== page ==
The moment you hand an invoice to a client is more than a business transaction. It is the finale, the ritual ending, and final step to the creative process involved in that individual project. It should be seen: as part of the creative process. Just like time tracking and project management, invoicing deserves the same intention as any other step in the creativity process.
However, invoicing clients from your creative agency can easily change from a daily task to a daily burden. No one likes to keep track of their hours strictly for payroll. Why is this? Why are creatives so turned off to this very necessary part of work life? Creative invoicing may be the answer to these tricky questions.
Working in the creative industry isn’t anything like working for a big corporation, particularly if you work for a local agency.
On the surface, they look alike: swivel office chairs, cubicles, post-it notes lying next the trash in a failed free-throw basketball attempt. The creative agency you work for is probably a lot prettier and has a keg in the break room, but you get it. Functionality is the idea behind the design for both places.
But it is the type of work that’s done in these places that creates the divide between creative work and office work. Both are project based, but creative work isn’t rooted in data, papers, files, and copies — in headspace. It begins with someone’s idea, and grows with the help of other people’s ideas, stale coffee, walkabouts the office, mid-shower epiphanies, and blank paper.
Creative work is collaborative: between you and your project team, you and your boss, you and the client whose work you are creating. This last relationship is the most important. As Kim Mickelson, Managing Principal of Bozell, says: the first step in a new project is to “peel the onion” or become “deeply entrenched” in the situation of the client. This is the starting point for all projects. You can’t take someone’s idea and run with it, you have to understand how the idea blossomed, then reframe it for strategic marketing.
Personal, full of collaboration, and mutual successes between the project manager and the client, but then, suddenly … the project ends, and … you have to bill them. No more waking dreams of innovation and beauty, no more cathartic work sessions, just plain old, functional, work. Just business.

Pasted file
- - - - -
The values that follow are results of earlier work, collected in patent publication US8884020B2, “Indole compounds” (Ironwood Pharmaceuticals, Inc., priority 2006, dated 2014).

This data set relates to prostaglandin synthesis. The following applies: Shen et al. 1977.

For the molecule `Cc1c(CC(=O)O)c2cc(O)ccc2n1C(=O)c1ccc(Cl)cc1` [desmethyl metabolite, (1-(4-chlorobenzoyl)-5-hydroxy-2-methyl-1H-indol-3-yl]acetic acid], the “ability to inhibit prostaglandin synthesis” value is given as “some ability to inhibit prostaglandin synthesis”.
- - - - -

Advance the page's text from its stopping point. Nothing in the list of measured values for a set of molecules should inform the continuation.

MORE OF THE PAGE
The problem is that this moment, when you hand the invoice over (be it electronically or in mail or in person) it is a very important moment in the collaboration between you and the client. We’ll call it the point of sale, or POS. The POS marks the end of the project and the cessation of work, but also the agreement you made long before the project started. Being an agreement, you want every both parties to be happy.
But there is something in the nature of invoicing that is just kind of a bummer. Not only that, but it’s a total chore. Busy work. Not collaborative. Does not lend itself to feelings of success. Reminiscent of a lonely office water station.
As true as that may be, invoicing is incredibly important and vital to the success of your creative agency. Let’s explore way to redeem invoicing in modern office life.
For most, invoicing is a chore. So is the timetracking involved with invoicing. Especially when you are at your most creative, you don’t want to think about logging your hours.
However, unlike when you were a blossoming creative youth, your work is now part of a very important agreement. What you do is a service; your clients trust that you will deliver your best work and you trust the client will pay you an agreed amount. Don’t treat invoicing as an afterthought, like alright the project’s over, let’s try to figure out how much time we actually put into this thing.
Instead, invoicing should be seen as the very foundation of the project. It is the agreement of work in physical form, and that POS (the moment when the invoice is delivered to the client) should be treated with respect.
One quick solution to the doldrums of invoicing is design. Invoicing doesn’t have to be all business, you can show your creativity with it as well.
Show off your fun side with Evgeni Creative’s bold graphics.
Throw back to a simpler, more paper-filled time with an invoice like this one from Rob Brink.
Or, you could make the invoice into origami. Why not?
The customer is going to find a way to show you how thankful they are for your work. Put a little thought in their invoice can show them how thankful you are for their business.
Another way to beat the pain and awkwardness of invoicing is choosing a software, or device, that makes invoicing easier for you and your team. Remember earlier when we agreed that invoicing shouldn’t be an afterthought but instead the foundation of every project? Here at Bric we recognize this and place high priority on making timetracking and payroll easier for our users. That way, when it comes time to send out an invoice, it doesn’t take hours to collect the data on hours worked. The template is there for you. A list of other timetracking softwares can be found here.
The final step to keep in mind when invoicing clients is delivery. And it’s more than choosing from email, snail mail, and in person.
Feel good about the POS between you and your client and use these tools as reminders. Remember, you don’t work for the corporate world. It’s not all about staples, lunch breaks, and newsletters. You work for a creative agency. It’s about personality, collaboration, and uniqueness.
Next time you need to bill someone, impress with clients with your own creative invoicing ideas. Or use one of Bric’s Free Invoice Templates.